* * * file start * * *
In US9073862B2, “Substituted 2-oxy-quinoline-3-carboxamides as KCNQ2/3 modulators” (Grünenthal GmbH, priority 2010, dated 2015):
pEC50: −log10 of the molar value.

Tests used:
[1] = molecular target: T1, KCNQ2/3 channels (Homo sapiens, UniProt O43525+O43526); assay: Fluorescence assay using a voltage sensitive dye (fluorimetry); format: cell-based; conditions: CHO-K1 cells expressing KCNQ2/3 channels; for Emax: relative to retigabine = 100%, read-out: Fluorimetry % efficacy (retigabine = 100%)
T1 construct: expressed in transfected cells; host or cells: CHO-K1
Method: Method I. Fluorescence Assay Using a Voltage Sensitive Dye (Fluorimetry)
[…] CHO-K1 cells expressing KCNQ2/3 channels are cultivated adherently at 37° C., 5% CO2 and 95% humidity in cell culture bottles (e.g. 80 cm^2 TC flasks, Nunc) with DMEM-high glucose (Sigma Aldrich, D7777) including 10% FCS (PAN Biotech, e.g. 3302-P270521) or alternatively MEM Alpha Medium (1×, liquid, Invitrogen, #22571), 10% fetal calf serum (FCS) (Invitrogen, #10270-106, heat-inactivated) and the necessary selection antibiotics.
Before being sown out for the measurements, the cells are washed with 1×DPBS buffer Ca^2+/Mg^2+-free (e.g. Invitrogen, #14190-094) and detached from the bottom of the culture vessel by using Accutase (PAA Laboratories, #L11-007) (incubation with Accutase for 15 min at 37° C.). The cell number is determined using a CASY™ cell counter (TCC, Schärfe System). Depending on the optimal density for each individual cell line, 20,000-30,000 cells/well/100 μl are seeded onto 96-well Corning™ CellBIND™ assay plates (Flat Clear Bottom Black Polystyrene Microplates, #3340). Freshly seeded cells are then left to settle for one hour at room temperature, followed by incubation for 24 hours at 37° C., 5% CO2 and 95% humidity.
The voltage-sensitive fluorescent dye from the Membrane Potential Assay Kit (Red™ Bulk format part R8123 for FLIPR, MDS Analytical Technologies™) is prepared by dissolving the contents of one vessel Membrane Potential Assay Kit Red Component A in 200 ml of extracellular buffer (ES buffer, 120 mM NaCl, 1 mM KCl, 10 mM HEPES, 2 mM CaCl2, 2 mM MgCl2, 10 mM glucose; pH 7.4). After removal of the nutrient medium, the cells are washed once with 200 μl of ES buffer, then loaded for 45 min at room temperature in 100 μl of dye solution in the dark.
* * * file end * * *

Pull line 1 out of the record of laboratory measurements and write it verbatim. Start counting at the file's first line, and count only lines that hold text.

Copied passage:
In US9073862B2, “Substituted 2-oxy-quinoline-3-carboxamides as KCNQ2/3 modulators” (Grünenthal GmbH, priority 2010, dated 2015):